you just can’t.
When the wound is too deep.
When the love is too strong.
When the bend becomes a break.

Then, other times,
you devour the whole beast.
Eat all flesh.
Tear apart sinew.
Suck marrow.
Save fat for later.

I drew a blank for six months,
while all the flags were drooping emblems
constantly at half-staff,
wilting among thoughts and prayers.
Even after warm bodies gone cold.
Headstones and ashes.

you return and remember.
The time your fingers tickled the pages.
The time we laughed until we bled.
The time we sighed, chests heavy.
The time the world turned around again

and the thrum of life moved on.


I came of age in the era
of argyle socks
and plaid shirts
stolen from your father’s closet.

We stopped before school
to fill Super Big Gulp cups
with frothy Orange Bang!
which we kept in our lockers all day.

We didn’t realize
that MTV would soon cease
to be music television
and would peddle us “Jersey Shore”.

There was no comprehension
of intrawebs and internets,
and the smart phones
our children gobble up like Candy Crush.

I think about the pivotal moment
when he filled three pages of my yearbook
with a break-up message
that I didn’t fully comprehend until age 38.

I sometimes remember
the way he smelled like Play-Doh
and combed his hands
through my wet hair.

Then I wander to the artist
with the wire-framed glasses
who tasted like Budweiser
and smelled like paint thinner.

They tell us not to look back,
but they also say if you don’t examine the past
you’re doomed to repeat it.
So which is it, huh?


The summer the Idaho potato fields
lay spread out before us
and the world was ours for the taking,
we met the tall one in the mall parking lot.
There were no smart phones or Google maps.
We didn’t even have a paper map.
Talking Heads was on the radio
and it was the summer before our senior year.
I should have had sights set on the dark-headed boy,
with the slight lisp and sincere eyes.
Instead, my focus was
the broken-hearted, harder to crack veneer.
He’d been my mission since day one.
We spent inordinate amounts of time
in his basement that trip:
listening to music,
making each other laugh,
cuddling on his water bed.
We didn’t know where his parents were,
and we didn’t ask.
Even though it was innocuous,
it felt like we were pushing boundaries.
Doing something daring.

We went ice blocking down Simplot hill,
a vast swath of property in the midst of Boise
with a mansion perched atop.
A city conquered.
Security must have been lax,
because the more we slid down the hill
with our hair flying behind us,
and the more trees we climbed,
the freer we felt.
No sign of a reprimand.

The river flowed around us seamlessly.
Our inner-tubes bobbed along,
like Halloween party apples in a bucket.
But there was an unspoken surface tension,
that I mistook as the thrill of being on the river.
Your first kiss
should have been with someone better,
someone who didn’t claim to be “rebounding.”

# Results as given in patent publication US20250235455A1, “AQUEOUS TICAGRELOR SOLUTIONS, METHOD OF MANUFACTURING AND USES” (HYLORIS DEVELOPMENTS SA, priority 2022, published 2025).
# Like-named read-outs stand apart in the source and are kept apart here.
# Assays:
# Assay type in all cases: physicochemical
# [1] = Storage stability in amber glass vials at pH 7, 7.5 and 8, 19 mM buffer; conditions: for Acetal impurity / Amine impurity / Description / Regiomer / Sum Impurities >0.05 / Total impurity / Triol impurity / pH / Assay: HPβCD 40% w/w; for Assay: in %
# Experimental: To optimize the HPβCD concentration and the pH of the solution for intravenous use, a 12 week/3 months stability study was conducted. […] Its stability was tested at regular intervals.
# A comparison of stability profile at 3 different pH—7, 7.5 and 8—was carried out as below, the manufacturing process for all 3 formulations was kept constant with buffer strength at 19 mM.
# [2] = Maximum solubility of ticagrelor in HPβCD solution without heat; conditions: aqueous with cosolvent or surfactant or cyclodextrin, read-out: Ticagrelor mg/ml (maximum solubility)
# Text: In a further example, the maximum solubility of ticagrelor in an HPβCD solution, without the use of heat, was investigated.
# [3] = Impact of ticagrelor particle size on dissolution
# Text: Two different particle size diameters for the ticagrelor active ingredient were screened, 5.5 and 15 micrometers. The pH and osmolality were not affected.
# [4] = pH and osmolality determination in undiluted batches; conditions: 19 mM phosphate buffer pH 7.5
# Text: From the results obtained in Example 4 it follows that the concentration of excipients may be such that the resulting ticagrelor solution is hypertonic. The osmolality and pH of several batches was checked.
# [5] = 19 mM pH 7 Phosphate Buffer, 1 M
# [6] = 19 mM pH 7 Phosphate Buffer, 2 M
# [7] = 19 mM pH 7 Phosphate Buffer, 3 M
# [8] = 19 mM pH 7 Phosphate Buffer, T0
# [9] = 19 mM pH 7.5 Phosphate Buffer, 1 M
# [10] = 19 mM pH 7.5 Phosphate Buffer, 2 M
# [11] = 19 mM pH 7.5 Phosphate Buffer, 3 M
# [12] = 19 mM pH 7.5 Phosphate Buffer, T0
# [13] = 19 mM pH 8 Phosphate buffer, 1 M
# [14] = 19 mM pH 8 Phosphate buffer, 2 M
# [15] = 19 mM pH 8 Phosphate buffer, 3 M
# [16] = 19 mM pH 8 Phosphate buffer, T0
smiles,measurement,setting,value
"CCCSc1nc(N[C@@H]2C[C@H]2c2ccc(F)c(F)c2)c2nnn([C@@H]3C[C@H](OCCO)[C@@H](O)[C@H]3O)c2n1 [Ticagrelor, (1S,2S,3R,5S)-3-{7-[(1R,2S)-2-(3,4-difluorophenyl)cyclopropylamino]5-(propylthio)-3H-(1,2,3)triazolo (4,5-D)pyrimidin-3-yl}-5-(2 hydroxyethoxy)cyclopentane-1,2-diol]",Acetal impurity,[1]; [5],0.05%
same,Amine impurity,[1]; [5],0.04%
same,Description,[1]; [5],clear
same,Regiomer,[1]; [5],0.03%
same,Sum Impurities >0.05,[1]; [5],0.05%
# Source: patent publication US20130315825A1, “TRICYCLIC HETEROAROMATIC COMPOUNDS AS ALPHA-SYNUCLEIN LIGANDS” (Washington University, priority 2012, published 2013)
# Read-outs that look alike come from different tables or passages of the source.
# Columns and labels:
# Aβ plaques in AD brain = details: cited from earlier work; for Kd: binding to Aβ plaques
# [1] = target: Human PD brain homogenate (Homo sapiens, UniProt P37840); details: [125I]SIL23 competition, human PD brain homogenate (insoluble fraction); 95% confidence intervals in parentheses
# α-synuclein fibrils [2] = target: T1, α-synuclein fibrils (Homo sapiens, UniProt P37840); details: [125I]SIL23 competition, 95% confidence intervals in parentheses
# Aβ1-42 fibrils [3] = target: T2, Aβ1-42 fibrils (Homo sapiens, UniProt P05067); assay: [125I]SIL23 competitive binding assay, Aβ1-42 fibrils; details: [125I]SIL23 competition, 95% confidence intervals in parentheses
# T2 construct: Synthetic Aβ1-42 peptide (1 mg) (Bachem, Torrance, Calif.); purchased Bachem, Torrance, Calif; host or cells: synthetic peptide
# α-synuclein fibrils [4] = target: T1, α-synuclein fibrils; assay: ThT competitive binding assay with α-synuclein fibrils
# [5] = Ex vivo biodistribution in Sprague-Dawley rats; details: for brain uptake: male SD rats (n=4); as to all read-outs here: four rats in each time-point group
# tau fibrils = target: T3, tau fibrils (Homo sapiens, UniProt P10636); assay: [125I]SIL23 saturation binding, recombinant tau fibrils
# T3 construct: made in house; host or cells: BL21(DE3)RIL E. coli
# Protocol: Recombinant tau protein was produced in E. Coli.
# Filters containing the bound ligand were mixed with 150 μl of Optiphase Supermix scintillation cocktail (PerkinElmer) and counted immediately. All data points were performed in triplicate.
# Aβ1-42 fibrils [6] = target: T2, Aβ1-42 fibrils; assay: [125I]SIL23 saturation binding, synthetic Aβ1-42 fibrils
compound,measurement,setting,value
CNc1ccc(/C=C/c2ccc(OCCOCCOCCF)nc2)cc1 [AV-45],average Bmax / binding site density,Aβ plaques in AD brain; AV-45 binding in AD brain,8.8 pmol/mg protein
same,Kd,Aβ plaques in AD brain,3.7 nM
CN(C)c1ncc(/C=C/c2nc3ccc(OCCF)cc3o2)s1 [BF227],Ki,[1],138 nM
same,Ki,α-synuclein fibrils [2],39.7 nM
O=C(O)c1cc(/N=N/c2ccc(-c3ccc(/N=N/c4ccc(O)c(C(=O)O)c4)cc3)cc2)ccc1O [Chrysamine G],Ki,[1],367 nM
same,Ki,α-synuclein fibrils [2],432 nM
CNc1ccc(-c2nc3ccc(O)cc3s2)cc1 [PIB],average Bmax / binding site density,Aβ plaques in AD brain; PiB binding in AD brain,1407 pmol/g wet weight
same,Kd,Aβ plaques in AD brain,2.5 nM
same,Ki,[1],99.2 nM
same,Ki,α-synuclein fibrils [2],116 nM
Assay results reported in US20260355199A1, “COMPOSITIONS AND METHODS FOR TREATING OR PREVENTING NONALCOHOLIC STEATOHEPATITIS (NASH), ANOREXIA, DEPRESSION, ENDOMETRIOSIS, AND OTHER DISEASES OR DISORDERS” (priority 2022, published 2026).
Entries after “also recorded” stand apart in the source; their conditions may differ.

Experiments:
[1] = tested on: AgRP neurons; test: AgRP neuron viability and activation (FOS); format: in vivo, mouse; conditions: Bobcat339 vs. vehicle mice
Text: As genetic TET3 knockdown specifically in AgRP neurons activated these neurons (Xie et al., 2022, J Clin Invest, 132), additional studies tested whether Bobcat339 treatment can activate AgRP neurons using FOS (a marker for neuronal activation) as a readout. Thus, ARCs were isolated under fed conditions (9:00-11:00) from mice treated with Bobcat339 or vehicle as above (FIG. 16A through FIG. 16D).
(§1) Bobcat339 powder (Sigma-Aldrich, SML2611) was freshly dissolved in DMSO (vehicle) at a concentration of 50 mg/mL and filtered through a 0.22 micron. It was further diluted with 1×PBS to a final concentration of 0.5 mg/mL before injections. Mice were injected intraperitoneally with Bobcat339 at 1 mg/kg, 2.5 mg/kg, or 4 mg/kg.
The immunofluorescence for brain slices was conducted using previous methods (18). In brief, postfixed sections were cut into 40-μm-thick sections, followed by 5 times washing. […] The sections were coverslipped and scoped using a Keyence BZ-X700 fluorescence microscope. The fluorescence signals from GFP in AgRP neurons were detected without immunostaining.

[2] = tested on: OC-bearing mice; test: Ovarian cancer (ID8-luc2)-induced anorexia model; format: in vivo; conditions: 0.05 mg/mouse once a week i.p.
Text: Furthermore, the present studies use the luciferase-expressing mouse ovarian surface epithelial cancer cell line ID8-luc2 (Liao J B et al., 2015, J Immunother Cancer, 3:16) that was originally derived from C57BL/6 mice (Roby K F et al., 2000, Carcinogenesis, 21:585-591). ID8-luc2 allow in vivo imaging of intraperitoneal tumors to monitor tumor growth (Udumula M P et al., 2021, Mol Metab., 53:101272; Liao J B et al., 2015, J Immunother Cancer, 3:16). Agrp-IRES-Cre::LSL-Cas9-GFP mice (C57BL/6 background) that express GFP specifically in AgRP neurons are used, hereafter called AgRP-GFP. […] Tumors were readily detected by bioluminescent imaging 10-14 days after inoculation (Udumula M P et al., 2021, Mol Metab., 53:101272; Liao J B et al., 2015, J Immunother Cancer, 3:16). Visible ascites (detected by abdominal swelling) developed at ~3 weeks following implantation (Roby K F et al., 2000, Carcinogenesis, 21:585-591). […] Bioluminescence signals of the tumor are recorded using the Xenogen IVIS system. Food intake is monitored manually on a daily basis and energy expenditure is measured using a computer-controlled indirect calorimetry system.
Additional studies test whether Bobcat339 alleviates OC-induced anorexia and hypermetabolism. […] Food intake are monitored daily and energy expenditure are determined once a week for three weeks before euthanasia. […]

Knowing the situation now,
the pictures speak volumes.
I often think about the innocence
of being oblivious
and frequently wish that was
a more recurrent state of mine.


Recalling the person I was
all those lifetimes ago,
holding the red Solo cup
surely sloshing a sweet liquor
I would regret consuming
the next morning.

You chased me.
I allowed the pursuit,
confused in my teenage brain
about where I belonged among
the Mormon-pioneer-ancestor

At the behest of my parents,
we married (living in sin is a sin).
They paid for the Vegas wedding,
but did not attend.
Probably best that way.
We wore vampire fangs,
because it was Halloween.
My dress was a paisley-print velvet material
and my feet blistered
from wearing dull-but-new Mary Jane shoes.

It feels like yesterday and 20 years ago
and all those lifetimes ago.
You didn’t have a lot to offer.
Your mom never read to you when you were little.
You’d done drugs and dealt drugs
and drank and drank and drank.
We lived in an 8×8 foot room,
mis-matched dressers stacked on top of each other.
Mis-matched desires trying to stoke the same fire.

All those lifetimes ago,
you told me you wouldn’t be able to get anyone pregnant.
Said you’d taken a steel-toed boot to the groin.
Within two weeks of casting aside my prescription,
I was growing a life.
The only productive, worthwhile thing that resulted
from our broken-down, wrecked-18-wheeler of a marriage.

It always felt like full-speed ahead,
because we will die someday?
If we don’t drink this case of beer now, who will?
It was a hostage situation —
me being held by the Insane Clown Posse and their juggalos.
You were never home,
and when you were, you weren’t present.
I missed my Granny’s 85-birthday party,
because you didn’t want to make the 70-minute drive.

Time slowed when you left.
I was glad to grab every inch of the sanity,
and give myself a few miles of this final lifetime.


You dropped words
heavy on me,
a fancy paperweight
from a forgotten vacation;
a rapper’s lyrics
so salty and stained
that spittle flies
when they are spoken.

You cried for a few minutes,
as incomprehensible verbalization
poured from your wicked mouth
like wet cement —
all the while, not understanding
the depth of what you’d done —
the final check mate move
you had initiated.

I ran outside,
for fear of suffocation,
with my brain a swirl
of reds and grays.
The cotton was thick
on the patio that summer,
dense as Utah’s dark, snowy winters.

I should have been
smiling into the sun
as I pedaled my bike
past the gurgling river,
but my mouth tasted
like I had swallowed sand
and it had collected
at the back of my throat.

That was when I realized
you were leaving.